This is an intriguing, fascinating, beautifully written, but ultimately unpersuasive book. Carroll is LaTrobe University’s Professor of Sociology, and one of Australia’s leading public intellectuals.
He is an agnostic fascinated by Jesus. Acknowledging Jesus’ pivotal place in the formation of Western culture, he proposes (surprisingly for an agnostic) that the present ills of modern Western culture require a return to Jesus’ pattern of human existence.
Carroll offers a reading of the gospel of Mark. In his own re-telling, he highlights Mark’s literary genius, and brings to the surface the uneven, subversive and haunting elements of Mark’s narrative too often ignored by the church.
His literary exposition of Mark’s passion narrative is brilliant: he highlights how Mark takes many themes treated separately in earlier sections of the gospel and subtly weaves them together in the passion.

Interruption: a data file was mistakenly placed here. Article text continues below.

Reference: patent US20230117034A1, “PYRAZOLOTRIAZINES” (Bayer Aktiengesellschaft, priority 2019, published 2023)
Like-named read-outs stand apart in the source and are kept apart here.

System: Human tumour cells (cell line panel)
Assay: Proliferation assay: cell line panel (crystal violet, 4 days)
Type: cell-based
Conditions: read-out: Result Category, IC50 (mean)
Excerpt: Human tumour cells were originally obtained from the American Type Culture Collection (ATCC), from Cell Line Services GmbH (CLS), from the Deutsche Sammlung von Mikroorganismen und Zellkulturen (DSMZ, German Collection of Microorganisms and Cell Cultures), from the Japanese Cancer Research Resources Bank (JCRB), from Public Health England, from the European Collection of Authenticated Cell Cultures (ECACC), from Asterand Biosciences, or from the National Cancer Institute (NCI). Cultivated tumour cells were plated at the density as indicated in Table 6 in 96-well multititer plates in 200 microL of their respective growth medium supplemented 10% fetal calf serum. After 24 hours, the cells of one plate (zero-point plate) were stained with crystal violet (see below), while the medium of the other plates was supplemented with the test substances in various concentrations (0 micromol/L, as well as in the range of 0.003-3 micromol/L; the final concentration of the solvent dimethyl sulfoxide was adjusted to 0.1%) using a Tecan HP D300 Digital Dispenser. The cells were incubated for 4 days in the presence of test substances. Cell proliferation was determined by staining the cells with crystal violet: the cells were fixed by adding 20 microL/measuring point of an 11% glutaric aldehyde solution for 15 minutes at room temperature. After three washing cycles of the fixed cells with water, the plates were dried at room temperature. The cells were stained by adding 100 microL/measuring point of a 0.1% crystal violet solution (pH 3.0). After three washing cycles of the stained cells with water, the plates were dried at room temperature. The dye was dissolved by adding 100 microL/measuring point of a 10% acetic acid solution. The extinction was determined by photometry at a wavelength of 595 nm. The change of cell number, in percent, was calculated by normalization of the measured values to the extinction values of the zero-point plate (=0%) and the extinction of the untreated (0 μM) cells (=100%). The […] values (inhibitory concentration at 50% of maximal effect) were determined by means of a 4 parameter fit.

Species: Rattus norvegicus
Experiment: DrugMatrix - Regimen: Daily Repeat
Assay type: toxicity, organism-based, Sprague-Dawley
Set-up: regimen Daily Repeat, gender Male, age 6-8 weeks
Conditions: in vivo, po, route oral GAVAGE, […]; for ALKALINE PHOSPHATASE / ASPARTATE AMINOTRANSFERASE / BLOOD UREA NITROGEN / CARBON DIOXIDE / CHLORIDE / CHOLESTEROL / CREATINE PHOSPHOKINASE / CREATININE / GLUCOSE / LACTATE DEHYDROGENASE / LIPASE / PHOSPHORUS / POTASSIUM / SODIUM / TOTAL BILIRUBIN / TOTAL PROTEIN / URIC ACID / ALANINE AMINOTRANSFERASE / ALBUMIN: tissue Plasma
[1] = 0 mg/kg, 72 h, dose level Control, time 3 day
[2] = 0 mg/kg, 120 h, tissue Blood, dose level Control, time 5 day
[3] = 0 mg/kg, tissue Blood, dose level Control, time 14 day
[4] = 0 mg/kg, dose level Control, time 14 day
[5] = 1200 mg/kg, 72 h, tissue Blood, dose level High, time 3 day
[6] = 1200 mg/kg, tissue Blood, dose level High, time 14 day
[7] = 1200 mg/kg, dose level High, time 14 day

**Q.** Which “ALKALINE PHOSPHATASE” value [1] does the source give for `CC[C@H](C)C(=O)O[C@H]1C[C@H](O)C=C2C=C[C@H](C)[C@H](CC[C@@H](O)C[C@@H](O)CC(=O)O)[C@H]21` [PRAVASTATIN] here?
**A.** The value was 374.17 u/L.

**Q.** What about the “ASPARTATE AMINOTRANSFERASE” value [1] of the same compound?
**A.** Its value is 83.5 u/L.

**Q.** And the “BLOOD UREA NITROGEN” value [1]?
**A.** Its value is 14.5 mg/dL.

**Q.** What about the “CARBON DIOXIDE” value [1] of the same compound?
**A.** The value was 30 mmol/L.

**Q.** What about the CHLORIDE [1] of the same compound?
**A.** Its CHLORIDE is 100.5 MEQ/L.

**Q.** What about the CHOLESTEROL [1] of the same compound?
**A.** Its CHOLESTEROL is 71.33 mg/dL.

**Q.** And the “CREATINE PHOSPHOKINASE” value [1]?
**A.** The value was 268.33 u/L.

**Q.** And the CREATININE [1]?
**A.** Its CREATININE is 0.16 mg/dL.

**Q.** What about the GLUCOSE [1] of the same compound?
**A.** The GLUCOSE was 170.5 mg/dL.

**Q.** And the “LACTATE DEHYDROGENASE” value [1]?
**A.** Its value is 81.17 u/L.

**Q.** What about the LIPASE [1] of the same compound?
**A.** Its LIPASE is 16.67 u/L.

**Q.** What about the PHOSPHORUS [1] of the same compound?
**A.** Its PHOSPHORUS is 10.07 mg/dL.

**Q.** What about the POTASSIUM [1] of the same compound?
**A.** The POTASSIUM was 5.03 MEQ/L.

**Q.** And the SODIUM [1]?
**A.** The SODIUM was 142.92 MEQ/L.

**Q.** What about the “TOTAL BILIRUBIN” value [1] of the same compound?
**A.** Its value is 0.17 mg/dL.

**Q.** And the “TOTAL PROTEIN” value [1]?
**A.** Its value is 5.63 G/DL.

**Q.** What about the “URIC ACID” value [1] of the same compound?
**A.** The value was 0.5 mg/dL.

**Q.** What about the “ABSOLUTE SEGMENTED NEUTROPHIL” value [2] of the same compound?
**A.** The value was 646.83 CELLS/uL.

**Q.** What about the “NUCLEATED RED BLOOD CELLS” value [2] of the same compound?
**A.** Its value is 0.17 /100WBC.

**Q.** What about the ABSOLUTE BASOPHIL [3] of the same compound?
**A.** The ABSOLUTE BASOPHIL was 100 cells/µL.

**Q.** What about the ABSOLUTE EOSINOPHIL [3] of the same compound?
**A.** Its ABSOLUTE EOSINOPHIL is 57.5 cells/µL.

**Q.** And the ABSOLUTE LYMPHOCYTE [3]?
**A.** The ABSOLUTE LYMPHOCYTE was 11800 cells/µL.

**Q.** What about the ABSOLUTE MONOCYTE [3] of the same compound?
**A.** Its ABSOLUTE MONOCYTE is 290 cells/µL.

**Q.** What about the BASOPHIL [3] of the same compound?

Carroll sees Mark telling a very different story of Jesus from the story classically told by the church, of which he is especially dismissive.
Carroll interprets the agony of Gethsemane and the cry of dereliction, as Jesus forsaking any belief in God in order to be truly human.
The idea that the Jesus story raises fundamental questions about the meaning of ‘God’ should not overly trouble Christian faith.
After all, some early Christians were charged with atheism: by identifying Jesus and God, they unsettled prevailing ideas of ‘God’.
This is quite different, however, from using the story of Jesus to reject the very idea of God.
Carroll achieves the latter only by projecting his own agnosticism upon the text and ignoring much of its first century context. First-century Judaism displayed much ferment about God’s nature – but not God’s existence.
The Existential Jesus should not be too readily dismissed by Christians. It is a reminder that the Christian faith does unsettle conventional ideas of ‘God’. As such it could serve as a starting point for genuinely public discussions of Jesus’ significance and the content of the church’s faith.
Reviewed by Geoff Thompson,Academic Dean at Trinity Theological College